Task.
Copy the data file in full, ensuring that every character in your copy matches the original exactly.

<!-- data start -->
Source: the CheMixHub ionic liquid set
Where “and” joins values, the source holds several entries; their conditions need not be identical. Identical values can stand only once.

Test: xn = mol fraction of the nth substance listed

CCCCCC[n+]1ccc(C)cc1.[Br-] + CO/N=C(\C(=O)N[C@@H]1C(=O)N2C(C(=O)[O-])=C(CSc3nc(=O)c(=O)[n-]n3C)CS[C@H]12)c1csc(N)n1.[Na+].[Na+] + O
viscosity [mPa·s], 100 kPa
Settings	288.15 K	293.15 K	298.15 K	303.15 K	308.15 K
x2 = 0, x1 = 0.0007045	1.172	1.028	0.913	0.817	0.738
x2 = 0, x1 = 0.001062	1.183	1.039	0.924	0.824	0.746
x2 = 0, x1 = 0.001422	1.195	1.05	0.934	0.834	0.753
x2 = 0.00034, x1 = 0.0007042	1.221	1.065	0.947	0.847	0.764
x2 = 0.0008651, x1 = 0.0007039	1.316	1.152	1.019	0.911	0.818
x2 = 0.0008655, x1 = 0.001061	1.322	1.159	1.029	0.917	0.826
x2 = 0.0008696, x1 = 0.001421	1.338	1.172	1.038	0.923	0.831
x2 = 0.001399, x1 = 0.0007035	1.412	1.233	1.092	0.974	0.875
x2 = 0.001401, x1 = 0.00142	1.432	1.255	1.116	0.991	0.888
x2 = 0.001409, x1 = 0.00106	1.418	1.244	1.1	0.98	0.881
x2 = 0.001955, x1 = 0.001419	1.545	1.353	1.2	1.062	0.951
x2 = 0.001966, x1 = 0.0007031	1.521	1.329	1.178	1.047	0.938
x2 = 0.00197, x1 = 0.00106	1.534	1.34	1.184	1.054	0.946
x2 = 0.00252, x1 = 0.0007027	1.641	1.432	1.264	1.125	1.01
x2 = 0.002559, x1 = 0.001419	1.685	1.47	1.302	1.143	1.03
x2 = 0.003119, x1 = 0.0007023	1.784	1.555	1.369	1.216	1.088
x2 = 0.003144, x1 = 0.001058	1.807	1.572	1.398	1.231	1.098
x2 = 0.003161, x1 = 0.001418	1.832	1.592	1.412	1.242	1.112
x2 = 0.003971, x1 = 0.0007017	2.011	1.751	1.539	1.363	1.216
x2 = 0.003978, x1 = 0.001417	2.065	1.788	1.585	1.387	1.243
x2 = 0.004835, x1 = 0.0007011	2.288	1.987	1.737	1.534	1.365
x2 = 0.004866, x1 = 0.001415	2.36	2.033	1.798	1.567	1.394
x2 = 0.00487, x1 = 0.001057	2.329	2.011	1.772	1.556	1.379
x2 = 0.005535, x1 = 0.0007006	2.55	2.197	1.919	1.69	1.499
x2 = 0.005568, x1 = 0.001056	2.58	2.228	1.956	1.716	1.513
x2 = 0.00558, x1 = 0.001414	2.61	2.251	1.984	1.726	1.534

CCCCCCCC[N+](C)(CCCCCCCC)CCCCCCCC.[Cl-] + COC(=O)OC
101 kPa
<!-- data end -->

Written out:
Source: the CheMixHub ionic liquid set
Where “and” joins values, the source holds several entries; their conditions need not be identical. Identical values can stand only once.

Test: xn = mol fraction of the nth substance listed

CCCCCC[n+]1ccc(C)cc1.[Br-] + CO/N=C(\C(=O)N[C@@H]1C(=O)N2C(C(=O)[O-])=C(CSc3nc(=O)c(=O)[n-]n3C)CS[C@H]12)c1csc(N)n1.[Na+].[Na+] + O
viscosity [mPa·s], 100 kPa
Settings	288.15 K	293.15 K	298.15 K	303.15 K	308.15 K
x2 = 0, x1 = 0.0007045	1.172	1.028	0.913	0.817	0.738
x2 = 0, x1 = 0.001062	1.183	1.039	0.924	0.824	0.746
x2 = 0, x1 = 0.001422	1.195	1.05	0.934	0.834	0.753
x2 = 0.00034, x1 = 0.0007042	1.221	1.065	0.947	0.847	0.764
x2 = 0.0008651, x1 = 0.0007039	1.316	1.152	1.019	0.911	0.818
x2 = 0.0008655, x1 = 0.001061	1.322	1.159	1.029	0.917	0.826
x2 = 0.0008696, x1 = 0.001421	1.338	1.172	1.038	0.923	0.831
x2 = 0.001399, x1 = 0.0007035	1.412	1.233	1.092	0.974	0.875
x2 = 0.001401, x1 = 0.00142	1.432	1.255	1.116	0.991	0.888
x2 = 0.001409, x1 = 0.00106	1.418	1.244	1.1	0.98	0.881
x2 = 0.001955, x1 = 0.001419	1.545	1.353	1.2	1.062	0.951
x2 = 0.001966, x1 = 0.0007031	1.521	1.329	1.178	1.047	0.938
x2 = 0.00197, x1 = 0.00106	1.534	1.34	1.184	1.054	0.946
x2 = 0.00252, x1 = 0.0007027	1.641	1.432	1.264	1.125	1.01
x2 = 0.002559, x1 = 0.001419	1.685	1.47	1.302	1.143	1.03
x2 = 0.003119, x1 = 0.0007023	1.784	1.555	1.369	1.216	1.088
x2 = 0.003144, x1 = 0.001058	1.807	1.572	1.398	1.231	1.098
x2 = 0.003161, x1 = 0.001418	1.832	1.592	1.412	1.242	1.112
x2 = 0.003971, x1 = 0.0007017	2.011	1.751	1.539	1.363	1.216
x2 = 0.003978, x1 = 0.001417	2.065	1.788	1.585	1.387	1.243
x2 = 0.004835, x1 = 0.0007011	2.288	1.987	1.737	1.534	1.365
x2 = 0.004866, x1 = 0.001415	2.36	2.033	1.798	1.567	1.394
x2 = 0.00487, x1 = 0.001057	2.329	2.011	1.772	1.556	1.379
x2 = 0.005535, x1 = 0.0007006	2.55	2.197	1.919	1.69	1.499
x2 = 0.005568, x1 = 0.001056	2.58	2.228	1.956	1.716	1.513
x2 = 0.00558, x1 = 0.001414	2.61	2.251	1.984	1.726	1.534

CCCCCCCC[N+](C)(CCCCCCCC)CCCCCCCC.[Cl-] + COC(=O)OC
101 kPa